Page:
“He does have a strong work ethic. I don’t think I’ve ever seen a team owner run and do as much stuff as him.”
That hustle is fueled as much by his desire to race as the relationships he has built along the way, whether it’s with sponsors, fellow competitors or series officials. Those bonds have made driver-owner partnerships feel more like family for Miller and Mills, and they’ve kept him friendly with Martins, even after he amicably left to drive elsewhere last season.
“I learned at a young age that networks are everything,” McLeod said. “You’re only as powerful as the people around you and able to make things happen because people like you. I’ve always thought instead of how do I get somebody to like me, I just thought, ‘You know, I’ll just treat ’em right and if they like you, they like you, and if they don’t, they don’t.’ If you keep treating people right and you’re up front and you say what you’re going to do business-wise, and if you can’t abide by it, then you look them in the face and say, ‘Hey, I made a mistake or I did this wrong.’ As long as you communicate and treat people right, I’ve found it very simple to build networks and be able to make stuff happen further than what my reach would have been from where I started out. That’s absolutely key to getting from where I was born to what I’m able to do now.”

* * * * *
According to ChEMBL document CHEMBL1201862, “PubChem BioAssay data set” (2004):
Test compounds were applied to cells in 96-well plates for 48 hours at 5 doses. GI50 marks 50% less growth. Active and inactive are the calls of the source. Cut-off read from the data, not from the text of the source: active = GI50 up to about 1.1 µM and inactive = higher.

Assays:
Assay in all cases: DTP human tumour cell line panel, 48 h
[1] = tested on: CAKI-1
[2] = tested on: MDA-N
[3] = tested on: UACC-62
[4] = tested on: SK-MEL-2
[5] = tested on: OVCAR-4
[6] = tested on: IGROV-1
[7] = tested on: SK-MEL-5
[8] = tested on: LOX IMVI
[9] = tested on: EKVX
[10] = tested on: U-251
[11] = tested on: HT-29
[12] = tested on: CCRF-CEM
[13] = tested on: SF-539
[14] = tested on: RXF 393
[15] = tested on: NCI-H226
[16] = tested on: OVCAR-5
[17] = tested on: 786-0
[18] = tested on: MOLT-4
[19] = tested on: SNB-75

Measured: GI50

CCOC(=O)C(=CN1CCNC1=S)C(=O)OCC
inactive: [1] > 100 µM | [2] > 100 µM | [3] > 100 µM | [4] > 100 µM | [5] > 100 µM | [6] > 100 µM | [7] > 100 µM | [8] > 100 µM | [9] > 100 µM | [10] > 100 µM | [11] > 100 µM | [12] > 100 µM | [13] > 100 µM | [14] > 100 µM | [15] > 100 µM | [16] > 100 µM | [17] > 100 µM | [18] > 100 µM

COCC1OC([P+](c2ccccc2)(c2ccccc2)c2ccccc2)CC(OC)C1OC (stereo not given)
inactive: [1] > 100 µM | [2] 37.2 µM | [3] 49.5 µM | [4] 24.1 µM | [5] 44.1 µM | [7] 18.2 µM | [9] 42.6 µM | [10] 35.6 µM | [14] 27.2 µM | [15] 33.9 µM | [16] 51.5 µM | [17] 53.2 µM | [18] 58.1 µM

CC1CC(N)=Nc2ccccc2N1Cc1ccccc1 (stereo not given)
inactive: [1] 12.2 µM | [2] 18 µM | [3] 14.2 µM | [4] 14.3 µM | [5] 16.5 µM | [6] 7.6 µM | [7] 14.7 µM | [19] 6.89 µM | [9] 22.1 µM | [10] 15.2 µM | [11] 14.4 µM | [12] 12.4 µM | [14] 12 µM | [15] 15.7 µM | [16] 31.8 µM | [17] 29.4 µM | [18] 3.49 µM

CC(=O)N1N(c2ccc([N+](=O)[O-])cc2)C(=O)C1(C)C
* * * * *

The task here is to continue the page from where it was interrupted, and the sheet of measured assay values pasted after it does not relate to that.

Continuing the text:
That means making inroads up the Xfinity Series pecking order, expanding his team’s impact and walking the delicate balance between being a driver and a car owner. The kid in McLeod still enjoys the thrill of speed each week, but the ownership side of “moving the chess pieces” has its own appeal, of doing a lot with a little.
Either way, he’s savoring the ride — rock-star vibe and all.
“I have a lot of things going on every weekend that are a lot of fun to look forward to, whether it goes good or bad,” McLeod said. “It’s a lot of living, and I want to be alive. I love living life, trying to do everything I can with every day that I’m blessed with living.”